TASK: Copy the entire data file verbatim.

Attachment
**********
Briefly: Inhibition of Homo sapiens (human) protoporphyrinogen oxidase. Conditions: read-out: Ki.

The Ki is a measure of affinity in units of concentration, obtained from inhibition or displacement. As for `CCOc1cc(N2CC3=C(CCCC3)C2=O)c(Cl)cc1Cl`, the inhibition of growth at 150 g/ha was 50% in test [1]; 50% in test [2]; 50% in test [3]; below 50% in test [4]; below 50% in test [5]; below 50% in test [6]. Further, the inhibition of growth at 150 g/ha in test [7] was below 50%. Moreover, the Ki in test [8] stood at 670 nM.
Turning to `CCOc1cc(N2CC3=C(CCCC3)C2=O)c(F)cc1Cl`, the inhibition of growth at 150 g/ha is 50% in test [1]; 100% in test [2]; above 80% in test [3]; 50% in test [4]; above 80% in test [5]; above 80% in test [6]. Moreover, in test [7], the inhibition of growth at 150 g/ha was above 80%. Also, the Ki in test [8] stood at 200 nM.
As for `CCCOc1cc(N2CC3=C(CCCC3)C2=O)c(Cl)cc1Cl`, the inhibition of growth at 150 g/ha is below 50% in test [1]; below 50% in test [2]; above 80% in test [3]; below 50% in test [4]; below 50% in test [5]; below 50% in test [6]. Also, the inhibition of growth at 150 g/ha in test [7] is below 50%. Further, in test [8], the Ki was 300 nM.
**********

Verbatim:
Briefly: Inhibition of Homo sapiens (human) protoporphyrinogen oxidase. Conditions: read-out: Ki.

The Ki is a measure of affinity in units of concentration, obtained from inhibition or displacement. As for `CCOc1cc(N2CC3=C(CCCC3)C2=O)c(Cl)cc1Cl`, the inhibition of growth at 150 g/ha was 50% in test [1]; 50% in test [2]; 50% in test [3]; below 50% in test [4]; below 50% in test [5]; below 50% in test [6]. Further, the inhibition of growth at 150 g/ha in test [7] was below 50%. Moreover, the Ki in test [8] stood at 670 nM.
Turning to `CCOc1cc(N2CC3=C(CCCC3)C2=O)c(F)cc1Cl`, the inhibition of growth at 150 g/ha is 50% in test [1]; 100% in test [2]; above 80% in test [3]; 50% in test [4]; above 80% in test [5]; above 80% in test [6]. Moreover, in test [7], the inhibition of growth at 150 g/ha was above 80%. Also, the Ki in test [8] stood at 200 nM.
As for `CCCOc1cc(N2CC3=C(CCCC3)C2=O)c(Cl)cc1Cl`, the inhibition of growth at 150 g/ha is below 50% in test [1]; below 50% in test [2]; above 80% in test [3]; below 50% in test [4]; below 50% in test [5]; below 50% in test [6]. Also, the inhibition of growth at 150 g/ha in test [7] is below 50%. Further, in test [8], the Ki was 300 nM.